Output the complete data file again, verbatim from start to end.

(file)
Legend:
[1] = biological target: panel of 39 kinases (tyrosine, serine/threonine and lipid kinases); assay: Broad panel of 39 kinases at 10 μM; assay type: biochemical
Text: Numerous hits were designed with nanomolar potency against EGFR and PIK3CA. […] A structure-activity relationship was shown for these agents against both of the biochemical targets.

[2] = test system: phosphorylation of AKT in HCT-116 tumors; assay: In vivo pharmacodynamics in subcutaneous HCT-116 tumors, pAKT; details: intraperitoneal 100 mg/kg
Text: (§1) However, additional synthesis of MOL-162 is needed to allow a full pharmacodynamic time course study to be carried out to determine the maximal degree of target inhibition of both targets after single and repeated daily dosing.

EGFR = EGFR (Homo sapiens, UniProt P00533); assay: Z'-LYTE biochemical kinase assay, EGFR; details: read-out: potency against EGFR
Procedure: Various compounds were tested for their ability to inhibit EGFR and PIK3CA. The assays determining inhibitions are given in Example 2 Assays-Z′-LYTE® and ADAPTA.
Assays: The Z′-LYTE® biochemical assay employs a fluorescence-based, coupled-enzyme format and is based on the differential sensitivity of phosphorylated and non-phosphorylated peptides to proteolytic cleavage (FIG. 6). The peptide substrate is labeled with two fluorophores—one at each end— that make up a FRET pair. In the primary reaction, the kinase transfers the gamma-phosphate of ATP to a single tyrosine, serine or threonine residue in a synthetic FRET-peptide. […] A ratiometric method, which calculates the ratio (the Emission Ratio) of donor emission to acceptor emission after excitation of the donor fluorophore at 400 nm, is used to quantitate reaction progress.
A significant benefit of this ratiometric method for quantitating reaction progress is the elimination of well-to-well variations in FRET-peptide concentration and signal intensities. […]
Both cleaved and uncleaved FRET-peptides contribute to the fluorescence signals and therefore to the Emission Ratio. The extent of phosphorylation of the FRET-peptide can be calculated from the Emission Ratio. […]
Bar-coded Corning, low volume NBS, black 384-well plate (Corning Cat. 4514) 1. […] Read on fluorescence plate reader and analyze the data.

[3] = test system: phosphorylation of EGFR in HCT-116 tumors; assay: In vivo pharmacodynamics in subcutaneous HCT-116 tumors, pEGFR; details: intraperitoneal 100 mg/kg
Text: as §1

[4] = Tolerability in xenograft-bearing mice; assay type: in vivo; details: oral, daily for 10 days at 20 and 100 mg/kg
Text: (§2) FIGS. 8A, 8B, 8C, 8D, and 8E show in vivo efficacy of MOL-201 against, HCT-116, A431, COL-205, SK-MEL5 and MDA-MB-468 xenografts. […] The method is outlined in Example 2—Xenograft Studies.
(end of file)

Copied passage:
Legend:
[1] = biological target: panel of 39 kinases (tyrosine, serine/threonine and lipid kinases); assay: Broad panel of 39 kinases at 10 μM; assay type: biochemical
Text: Numerous hits were designed with nanomolar potency against EGFR and PIK3CA. […] A structure-activity relationship was shown for these agents against both of the biochemical targets.

[2] = test system: phosphorylation of AKT in HCT-116 tumors; assay: In vivo pharmacodynamics in subcutaneous HCT-116 tumors, pAKT; details: intraperitoneal 100 mg/kg
Text: (§1) However, additional synthesis of MOL-162 is needed to allow a full pharmacodynamic time course study to be carried out to determine the maximal degree of target inhibition of both targets after single and repeated daily dosing.

EGFR = EGFR (Homo sapiens, UniProt P00533); assay: Z'-LYTE biochemical kinase assay, EGFR; details: read-out: potency against EGFR
Procedure: Various compounds were tested for their ability to inhibit EGFR and PIK3CA. The assays determining inhibitions are given in Example 2 Assays-Z′-LYTE® and ADAPTA.
Assays: The Z′-LYTE® biochemical assay employs a fluorescence-based, coupled-enzyme format and is based on the differential sensitivity of phosphorylated and non-phosphorylated peptides to proteolytic cleavage (FIG. 6). The peptide substrate is labeled with two fluorophores—one at each end— that make up a FRET pair. In the primary reaction, the kinase transfers the gamma-phosphate of ATP to a single tyrosine, serine or threonine residue in a synthetic FRET-peptide. […] A ratiometric method, which calculates the ratio (the Emission Ratio) of donor emission to acceptor emission after excitation of the donor fluorophore at 400 nm, is used to quantitate reaction progress.
A significant benefit of this ratiometric method for quantitating reaction progress is the elimination of well-to-well variations in FRET-peptide concentration and signal intensities. […]
Both cleaved and uncleaved FRET-peptides contribute to the fluorescence signals and therefore to the Emission Ratio. The extent of phosphorylation of the FRET-peptide can be calculated from the Emission Ratio. […]
Bar-coded Corning, low volume NBS, black 384-well plate (Corning Cat. 4514) 1. […] Read on fluorescence plate reader and analyze the data.

[3] = test system: phosphorylation of EGFR in HCT-116 tumors; assay: In vivo pharmacodynamics in subcutaneous HCT-116 tumors, pEGFR; details: intraperitoneal 100 mg/kg
Text: as §1

[4] = Tolerability in xenograft-bearing mice; assay type: in vivo; details: oral, daily for 10 days at 20 and 100 mg/kg
Text: (§2) FIGS. 8A, 8B, 8C, 8D, and 8E show in vivo efficacy of MOL-201 against, HCT-116, A431, COL-205, SK-MEL5 and MDA-MB-468 xenografts. […] The method is outlined in Example 2—Xenograft Studies.